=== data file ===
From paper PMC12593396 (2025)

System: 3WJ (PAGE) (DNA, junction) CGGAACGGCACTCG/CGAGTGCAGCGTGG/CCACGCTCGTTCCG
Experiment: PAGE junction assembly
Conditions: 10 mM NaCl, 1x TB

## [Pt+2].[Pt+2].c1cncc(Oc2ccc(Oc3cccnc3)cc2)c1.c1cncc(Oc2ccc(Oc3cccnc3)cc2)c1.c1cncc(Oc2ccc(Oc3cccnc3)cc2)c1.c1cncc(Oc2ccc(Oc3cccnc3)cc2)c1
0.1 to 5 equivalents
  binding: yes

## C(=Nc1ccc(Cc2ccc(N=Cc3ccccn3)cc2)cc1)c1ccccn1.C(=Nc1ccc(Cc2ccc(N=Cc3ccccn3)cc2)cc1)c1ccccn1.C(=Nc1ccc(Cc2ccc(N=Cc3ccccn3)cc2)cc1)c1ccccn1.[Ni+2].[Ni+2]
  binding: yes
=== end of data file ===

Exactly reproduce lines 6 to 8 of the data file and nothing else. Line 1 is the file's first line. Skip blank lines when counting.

0.1 to 5 equivalents
  binding: yes

## C(=Nc1ccc(Cc2ccc(N=Cc3ccccn3)cc2)cc1)c1ccccn1.C(=Nc1ccc(Cc2ccc(N=Cc3ccccn3)cc2)cc1)c1ccccn1.C(=Nc1ccc(Cc2ccc(N=Cc3ccccn3)cc2)cc1)c1ccccn1.[Ni+2].[Ni+2]